Fort Lauderdale: Yacht capital of the world?
Sarah Grace goes to sea
Chris Yerbury and Sophy White
Thu 10 May 2007 19:36
This part of the world does not make life easy for cruisers, unless of course you happen to be a multi-multi-millionaire. Anchorages are very few and far between, and access to terra firma is extremely limited(and needs to be paid for- $6/day at a dinghy dock for Bob- our tender) as all the waterfront is privately owned. After a maximum of 24 hours at most anchorages the water police move you on, marinas seem to start at around £2/foot/night(£80 for Sarah Grace),and even once ashore in typical American fashion everything is a very long hot walk away. Motorists eye you in amazement because not only are you actually walking but also carrying shopping. Florida has not endeared itself to your cheap skate yachtie correspondent.
Fortunately, as terminal depression was setting in, I had a message from our lovely Swiss friends Rudy and Lilian (aboard Shiva).[ We met and sailed with them in 05/06 and they had pioneered the route we took this year from Venezuela, giving frequent invaluable reports and advice on the best anchorages etc along the way.] They saved the day as they tipped me off about 'Bruno's Zoo' where they were currently staying. This consists of a probably illegal row of mooring posts that line the end of his garden in Fort Lauderdale. There is space for 6 boats, a hose and an outside shower under the shade of a banana tree. At £10 per night and surrounded by friends(Jem caught us up the next day),morale rose dramatically from an all time low. We can do the final provisioning and preparations from here for the long haul home.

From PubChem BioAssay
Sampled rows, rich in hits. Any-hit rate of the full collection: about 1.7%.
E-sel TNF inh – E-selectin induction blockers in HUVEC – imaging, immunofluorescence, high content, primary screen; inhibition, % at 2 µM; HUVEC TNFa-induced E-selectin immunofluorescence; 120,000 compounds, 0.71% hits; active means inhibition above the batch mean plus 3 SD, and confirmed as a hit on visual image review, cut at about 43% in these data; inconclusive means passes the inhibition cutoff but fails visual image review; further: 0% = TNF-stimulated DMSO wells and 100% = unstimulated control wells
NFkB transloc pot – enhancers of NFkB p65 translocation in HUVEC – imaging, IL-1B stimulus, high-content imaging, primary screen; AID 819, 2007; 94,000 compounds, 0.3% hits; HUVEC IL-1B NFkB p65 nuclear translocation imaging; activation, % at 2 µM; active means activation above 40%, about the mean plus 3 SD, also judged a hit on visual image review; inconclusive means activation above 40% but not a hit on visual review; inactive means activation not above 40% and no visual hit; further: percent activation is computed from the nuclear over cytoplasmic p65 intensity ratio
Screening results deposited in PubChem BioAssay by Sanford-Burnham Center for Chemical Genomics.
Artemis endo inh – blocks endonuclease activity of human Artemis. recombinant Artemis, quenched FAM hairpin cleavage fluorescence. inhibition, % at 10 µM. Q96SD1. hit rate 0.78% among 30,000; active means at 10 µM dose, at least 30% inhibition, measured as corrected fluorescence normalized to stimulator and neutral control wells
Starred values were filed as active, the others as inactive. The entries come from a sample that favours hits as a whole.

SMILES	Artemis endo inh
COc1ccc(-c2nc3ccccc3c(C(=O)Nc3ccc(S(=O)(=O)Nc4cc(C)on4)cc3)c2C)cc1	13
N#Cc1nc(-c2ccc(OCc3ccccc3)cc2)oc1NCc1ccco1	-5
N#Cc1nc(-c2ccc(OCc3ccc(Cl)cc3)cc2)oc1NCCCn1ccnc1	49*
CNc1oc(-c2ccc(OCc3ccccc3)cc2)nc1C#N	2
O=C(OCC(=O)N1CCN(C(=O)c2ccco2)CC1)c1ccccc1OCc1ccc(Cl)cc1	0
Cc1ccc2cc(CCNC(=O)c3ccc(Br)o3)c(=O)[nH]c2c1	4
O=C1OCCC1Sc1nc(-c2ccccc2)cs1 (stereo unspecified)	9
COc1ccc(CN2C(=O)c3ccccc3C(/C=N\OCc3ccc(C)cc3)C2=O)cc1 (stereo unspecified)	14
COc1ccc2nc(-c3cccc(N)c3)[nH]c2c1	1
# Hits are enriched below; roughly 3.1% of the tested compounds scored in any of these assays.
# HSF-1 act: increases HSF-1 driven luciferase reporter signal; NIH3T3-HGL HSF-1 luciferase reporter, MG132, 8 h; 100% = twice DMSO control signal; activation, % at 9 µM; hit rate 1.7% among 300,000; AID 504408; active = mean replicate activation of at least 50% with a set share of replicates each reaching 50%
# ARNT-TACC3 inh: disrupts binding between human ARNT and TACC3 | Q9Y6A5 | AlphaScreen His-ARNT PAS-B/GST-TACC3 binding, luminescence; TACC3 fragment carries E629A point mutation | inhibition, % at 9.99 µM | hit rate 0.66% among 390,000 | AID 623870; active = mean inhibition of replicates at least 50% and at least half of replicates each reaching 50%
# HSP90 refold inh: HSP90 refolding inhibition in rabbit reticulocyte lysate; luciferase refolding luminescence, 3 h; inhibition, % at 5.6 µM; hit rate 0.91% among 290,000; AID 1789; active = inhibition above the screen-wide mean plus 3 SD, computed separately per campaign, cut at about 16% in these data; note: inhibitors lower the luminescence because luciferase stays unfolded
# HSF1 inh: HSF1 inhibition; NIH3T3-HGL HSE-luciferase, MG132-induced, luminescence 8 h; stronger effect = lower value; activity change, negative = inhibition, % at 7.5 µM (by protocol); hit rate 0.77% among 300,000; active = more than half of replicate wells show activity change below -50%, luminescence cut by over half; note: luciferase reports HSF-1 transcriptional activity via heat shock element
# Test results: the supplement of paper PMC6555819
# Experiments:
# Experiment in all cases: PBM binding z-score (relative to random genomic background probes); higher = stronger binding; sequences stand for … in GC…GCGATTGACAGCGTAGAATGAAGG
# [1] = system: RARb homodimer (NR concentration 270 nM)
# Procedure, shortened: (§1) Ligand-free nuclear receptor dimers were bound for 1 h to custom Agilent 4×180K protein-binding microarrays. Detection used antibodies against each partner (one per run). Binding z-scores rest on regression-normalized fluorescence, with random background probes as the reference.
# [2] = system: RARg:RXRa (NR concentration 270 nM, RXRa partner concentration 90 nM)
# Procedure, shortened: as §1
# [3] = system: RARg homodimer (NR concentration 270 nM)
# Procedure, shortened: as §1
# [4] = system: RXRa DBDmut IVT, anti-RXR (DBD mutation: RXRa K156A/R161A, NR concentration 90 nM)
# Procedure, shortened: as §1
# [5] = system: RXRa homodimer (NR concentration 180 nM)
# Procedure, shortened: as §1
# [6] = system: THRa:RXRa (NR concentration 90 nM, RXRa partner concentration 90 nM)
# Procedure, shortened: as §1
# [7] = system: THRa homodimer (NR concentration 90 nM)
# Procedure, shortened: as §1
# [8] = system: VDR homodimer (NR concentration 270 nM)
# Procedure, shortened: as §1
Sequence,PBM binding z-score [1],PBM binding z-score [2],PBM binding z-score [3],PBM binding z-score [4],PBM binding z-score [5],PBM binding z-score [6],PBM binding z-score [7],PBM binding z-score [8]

The affluence of this area has to be seen to be believed: Port Everglades is networked with canals which provide miles of huge waterfront houses with their own docks. We arrived on one of the busiest weekends of the year as an Air and Sea Show was going on- jet fighters roared overhead for three days producing head splitting decibels of noise. The waterway had so many motor boats cruising up and down I think the authorities should introduce obligatory indicator lights for all US craft. In true American style,huge was trumped by bigger and marinas were lined with dozens upon dozens of mega yachts while more lined the canals in front of the houses. They were all gleaming as crew busily polished and buffed already lusturous surfaces. $12 million for an average sized mega yacht, and the regular sized sports fishing boats we had seen so many of since Key West were on offer in the brokers window for $1.5 million. There were hardly any sailing yachts and Sarah Grace towing Bob through the melee drew more stares than the mega yachts( probably of sympathy).
So we are back among friends and now await favourable weather for the leg to Bermuda.